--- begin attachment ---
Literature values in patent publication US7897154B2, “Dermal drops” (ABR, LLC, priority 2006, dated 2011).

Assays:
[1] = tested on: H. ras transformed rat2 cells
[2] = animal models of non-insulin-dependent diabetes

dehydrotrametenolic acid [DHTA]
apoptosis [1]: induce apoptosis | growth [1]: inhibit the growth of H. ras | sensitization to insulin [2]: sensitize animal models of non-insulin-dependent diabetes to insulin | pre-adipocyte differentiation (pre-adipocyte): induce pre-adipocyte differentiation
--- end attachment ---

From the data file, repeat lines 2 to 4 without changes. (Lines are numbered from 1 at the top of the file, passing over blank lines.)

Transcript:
Assays:
[1] = tested on: H. ras transformed rat2 cells
[2] = animal models of non-insulin-dependent diabetes